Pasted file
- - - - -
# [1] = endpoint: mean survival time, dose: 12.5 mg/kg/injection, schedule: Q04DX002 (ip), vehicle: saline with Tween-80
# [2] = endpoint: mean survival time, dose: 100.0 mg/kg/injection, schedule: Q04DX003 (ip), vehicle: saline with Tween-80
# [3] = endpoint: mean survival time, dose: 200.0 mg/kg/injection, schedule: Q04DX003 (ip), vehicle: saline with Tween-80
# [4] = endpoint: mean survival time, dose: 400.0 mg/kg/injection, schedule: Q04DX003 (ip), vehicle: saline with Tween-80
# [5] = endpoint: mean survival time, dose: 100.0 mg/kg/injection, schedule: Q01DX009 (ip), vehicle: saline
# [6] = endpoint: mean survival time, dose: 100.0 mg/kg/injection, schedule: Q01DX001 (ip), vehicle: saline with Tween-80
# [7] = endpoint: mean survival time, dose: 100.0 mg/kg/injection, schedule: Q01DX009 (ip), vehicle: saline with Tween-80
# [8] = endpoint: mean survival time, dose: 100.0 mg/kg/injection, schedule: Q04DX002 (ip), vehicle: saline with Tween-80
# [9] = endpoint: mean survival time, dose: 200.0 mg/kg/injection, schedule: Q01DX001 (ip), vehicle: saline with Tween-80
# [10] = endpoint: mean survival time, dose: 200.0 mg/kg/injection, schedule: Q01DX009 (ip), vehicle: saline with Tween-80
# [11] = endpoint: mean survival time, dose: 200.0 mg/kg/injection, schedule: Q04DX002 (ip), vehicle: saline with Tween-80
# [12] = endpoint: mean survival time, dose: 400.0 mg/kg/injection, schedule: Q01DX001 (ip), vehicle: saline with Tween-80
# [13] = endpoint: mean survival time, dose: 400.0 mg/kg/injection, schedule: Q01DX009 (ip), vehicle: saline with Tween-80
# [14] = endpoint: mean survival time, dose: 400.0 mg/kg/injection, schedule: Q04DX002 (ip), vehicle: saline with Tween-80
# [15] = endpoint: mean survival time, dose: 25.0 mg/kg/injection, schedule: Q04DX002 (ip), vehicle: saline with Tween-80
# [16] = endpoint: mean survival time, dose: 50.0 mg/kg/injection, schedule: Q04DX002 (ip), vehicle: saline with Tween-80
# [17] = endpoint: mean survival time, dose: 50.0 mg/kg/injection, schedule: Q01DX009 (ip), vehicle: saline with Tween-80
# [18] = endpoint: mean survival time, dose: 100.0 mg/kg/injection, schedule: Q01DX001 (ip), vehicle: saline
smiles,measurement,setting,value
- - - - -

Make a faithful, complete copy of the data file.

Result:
# [1] = endpoint: mean survival time, dose: 12.5 mg/kg/injection, schedule: Q04DX002 (ip), vehicle: saline with Tween-80
# [2] = endpoint: mean survival time, dose: 100.0 mg/kg/injection, schedule: Q04DX003 (ip), vehicle: saline with Tween-80
# [3] = endpoint: mean survival time, dose: 200.0 mg/kg/injection, schedule: Q04DX003 (ip), vehicle: saline with Tween-80
# [4] = endpoint: mean survival time, dose: 400.0 mg/kg/injection, schedule: Q04DX003 (ip), vehicle: saline with Tween-80
# [5] = endpoint: mean survival time, dose: 100.0 mg/kg/injection, schedule: Q01DX009 (ip), vehicle: saline
# [6] = endpoint: mean survival time, dose: 100.0 mg/kg/injection, schedule: Q01DX001 (ip), vehicle: saline with Tween-80
# [7] = endpoint: mean survival time, dose: 100.0 mg/kg/injection, schedule: Q01DX009 (ip), vehicle: saline with Tween-80
# [8] = endpoint: mean survival time, dose: 100.0 mg/kg/injection, schedule: Q04DX002 (ip), vehicle: saline with Tween-80
# [9] = endpoint: mean survival time, dose: 200.0 mg/kg/injection, schedule: Q01DX001 (ip), vehicle: saline with Tween-80
# [10] = endpoint: mean survival time, dose: 200.0 mg/kg/injection, schedule: Q01DX009 (ip), vehicle: saline with Tween-80
# [11] = endpoint: mean survival time, dose: 200.0 mg/kg/injection, schedule: Q04DX002 (ip), vehicle: saline with Tween-80
# [12] = endpoint: mean survival time, dose: 400.0 mg/kg/injection, schedule: Q01DX001 (ip), vehicle: saline with Tween-80
# [13] = endpoint: mean survival time, dose: 400.0 mg/kg/injection, schedule: Q01DX009 (ip), vehicle: saline with Tween-80
# [14] = endpoint: mean survival time, dose: 400.0 mg/kg/injection, schedule: Q04DX002 (ip), vehicle: saline with Tween-80
# [15] = endpoint: mean survival time, dose: 25.0 mg/kg/injection, schedule: Q04DX002 (ip), vehicle: saline with Tween-80
# [16] = endpoint: mean survival time, dose: 50.0 mg/kg/injection, schedule: Q04DX002 (ip), vehicle: saline with Tween-80
# [17] = endpoint: mean survival time, dose: 50.0 mg/kg/injection, schedule: Q01DX009 (ip), vehicle: saline with Tween-80
# [18] = endpoint: mean survival time, dose: 100.0 mg/kg/injection, schedule: Q01DX001 (ip), vehicle: saline
smiles,measurement,setting,value